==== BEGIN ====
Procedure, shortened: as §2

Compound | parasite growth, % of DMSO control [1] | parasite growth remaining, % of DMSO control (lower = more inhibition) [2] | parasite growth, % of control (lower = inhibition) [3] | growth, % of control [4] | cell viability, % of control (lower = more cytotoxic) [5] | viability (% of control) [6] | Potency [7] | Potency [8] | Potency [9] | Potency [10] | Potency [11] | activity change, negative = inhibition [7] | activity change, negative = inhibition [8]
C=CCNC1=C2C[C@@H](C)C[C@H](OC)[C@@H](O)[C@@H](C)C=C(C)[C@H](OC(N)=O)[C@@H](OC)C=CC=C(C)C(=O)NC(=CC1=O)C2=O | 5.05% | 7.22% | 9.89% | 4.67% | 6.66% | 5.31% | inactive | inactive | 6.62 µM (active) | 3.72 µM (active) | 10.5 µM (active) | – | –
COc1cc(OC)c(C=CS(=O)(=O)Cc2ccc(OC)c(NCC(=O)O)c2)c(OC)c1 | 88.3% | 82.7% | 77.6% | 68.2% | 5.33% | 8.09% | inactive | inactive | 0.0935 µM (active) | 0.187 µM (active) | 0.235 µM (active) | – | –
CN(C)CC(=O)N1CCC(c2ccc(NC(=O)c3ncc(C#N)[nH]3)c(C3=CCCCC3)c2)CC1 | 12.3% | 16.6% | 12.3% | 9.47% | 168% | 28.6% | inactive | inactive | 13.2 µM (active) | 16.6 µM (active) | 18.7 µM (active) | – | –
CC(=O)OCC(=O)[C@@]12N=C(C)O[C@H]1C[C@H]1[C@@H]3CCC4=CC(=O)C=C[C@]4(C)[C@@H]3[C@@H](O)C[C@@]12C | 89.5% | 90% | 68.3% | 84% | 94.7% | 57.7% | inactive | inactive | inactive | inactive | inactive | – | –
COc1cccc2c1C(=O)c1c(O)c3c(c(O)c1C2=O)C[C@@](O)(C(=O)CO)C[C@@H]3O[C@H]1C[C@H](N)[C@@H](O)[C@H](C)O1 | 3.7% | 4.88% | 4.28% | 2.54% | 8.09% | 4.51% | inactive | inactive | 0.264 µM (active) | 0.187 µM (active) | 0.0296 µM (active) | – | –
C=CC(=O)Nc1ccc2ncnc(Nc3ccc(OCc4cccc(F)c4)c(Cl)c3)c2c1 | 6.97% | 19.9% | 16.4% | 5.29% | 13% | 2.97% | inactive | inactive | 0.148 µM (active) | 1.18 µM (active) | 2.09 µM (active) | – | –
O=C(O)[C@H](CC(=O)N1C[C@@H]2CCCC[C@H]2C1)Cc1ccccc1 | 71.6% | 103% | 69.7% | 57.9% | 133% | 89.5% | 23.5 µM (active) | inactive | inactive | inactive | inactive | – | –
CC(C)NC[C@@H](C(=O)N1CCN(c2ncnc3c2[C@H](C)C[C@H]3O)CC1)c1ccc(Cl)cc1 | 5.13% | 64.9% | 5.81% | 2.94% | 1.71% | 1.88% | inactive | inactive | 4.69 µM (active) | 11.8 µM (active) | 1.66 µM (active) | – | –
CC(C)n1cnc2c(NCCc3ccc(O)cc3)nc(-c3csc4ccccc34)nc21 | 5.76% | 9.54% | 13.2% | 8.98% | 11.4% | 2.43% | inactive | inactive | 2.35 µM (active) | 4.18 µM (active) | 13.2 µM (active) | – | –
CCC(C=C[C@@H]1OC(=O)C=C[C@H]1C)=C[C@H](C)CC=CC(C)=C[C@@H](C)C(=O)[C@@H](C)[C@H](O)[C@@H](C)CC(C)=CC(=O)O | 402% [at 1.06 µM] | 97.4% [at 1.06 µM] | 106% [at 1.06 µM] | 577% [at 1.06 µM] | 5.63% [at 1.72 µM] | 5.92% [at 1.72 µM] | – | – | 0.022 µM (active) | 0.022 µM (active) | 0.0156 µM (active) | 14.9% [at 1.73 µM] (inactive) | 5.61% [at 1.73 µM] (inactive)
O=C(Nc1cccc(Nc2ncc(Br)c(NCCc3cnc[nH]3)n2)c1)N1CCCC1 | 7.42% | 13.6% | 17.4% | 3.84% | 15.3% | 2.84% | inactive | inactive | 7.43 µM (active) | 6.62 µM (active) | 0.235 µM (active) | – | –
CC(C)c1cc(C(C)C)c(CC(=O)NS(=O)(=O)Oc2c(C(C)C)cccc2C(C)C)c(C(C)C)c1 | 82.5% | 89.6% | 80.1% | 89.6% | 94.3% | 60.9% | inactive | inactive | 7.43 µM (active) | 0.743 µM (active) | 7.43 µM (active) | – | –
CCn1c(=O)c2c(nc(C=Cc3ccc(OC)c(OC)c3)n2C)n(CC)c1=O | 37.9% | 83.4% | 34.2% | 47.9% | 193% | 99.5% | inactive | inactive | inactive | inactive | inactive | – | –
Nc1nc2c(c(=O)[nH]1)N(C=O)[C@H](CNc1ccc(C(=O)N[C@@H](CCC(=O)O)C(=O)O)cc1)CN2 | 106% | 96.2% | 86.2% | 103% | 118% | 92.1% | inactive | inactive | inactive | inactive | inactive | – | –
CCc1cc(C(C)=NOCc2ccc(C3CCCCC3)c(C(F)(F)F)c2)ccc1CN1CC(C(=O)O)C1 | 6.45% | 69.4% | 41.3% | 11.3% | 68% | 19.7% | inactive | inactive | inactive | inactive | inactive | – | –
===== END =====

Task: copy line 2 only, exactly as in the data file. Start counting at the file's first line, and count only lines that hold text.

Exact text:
Compound | parasite growth, % of DMSO control [1] | parasite growth remaining, % of DMSO control (lower = more inhibition) [2] | parasite growth, % of control (lower = inhibition) [3] | growth, % of control [4] | cell viability, % of control (lower = more cytotoxic) [5] | viability (% of control) [6] | Potency [7] | Potency [8] | Potency [9] | Potency [10] | Potency [11] | activity change, negative = inhibition [7] | activity change, negative = inhibition [8]